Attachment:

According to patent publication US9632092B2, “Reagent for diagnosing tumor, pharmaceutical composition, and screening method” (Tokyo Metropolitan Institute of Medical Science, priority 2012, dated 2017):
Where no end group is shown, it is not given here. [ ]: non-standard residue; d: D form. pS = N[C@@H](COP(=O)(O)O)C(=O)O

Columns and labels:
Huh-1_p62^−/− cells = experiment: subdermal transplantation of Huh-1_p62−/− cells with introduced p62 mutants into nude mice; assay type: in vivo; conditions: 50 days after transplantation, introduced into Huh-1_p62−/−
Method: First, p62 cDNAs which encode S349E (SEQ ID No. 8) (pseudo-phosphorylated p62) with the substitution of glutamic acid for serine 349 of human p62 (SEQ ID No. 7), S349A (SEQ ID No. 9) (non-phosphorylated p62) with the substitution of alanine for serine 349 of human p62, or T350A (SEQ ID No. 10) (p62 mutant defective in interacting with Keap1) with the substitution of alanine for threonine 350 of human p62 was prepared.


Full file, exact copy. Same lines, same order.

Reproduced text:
According to patent publication US9632092B2, “Reagent for diagnosing tumor, pharmaceutical composition, and screening method” (Tokyo Metropolitan Institute of Medical Science, priority 2012, dated 2017):
Where no end group is shown, it is not given here. [ ]: non-standard residue; d: D form. pS = N[C@@H](COP(=O)(O)O)C(=O)O

Columns and labels:
Huh-1_p62^−/− cells = experiment: subdermal transplantation of Huh-1_p62−/− cells with introduced p62 mutants into nude mice; assay type: in vivo; conditions: 50 days after transplantation, introduced into Huh-1_p62−/−
Method: First, p62 cDNAs which encode S349E (SEQ ID No. 8) (pseudo-phosphorylated p62) with the substitution of glutamic acid for serine 349 of human p62 (SEQ ID No. 7), S349A (SEQ ID No. 9) (non-phosphorylated p62) with the substitution of alanine for serine 349 of human p62, or T350A (SEQ ID No. 10) (p62 mutant defective in interacting with Keap1) with the substitution of alanine for threonine 350 of human p62 was prepared.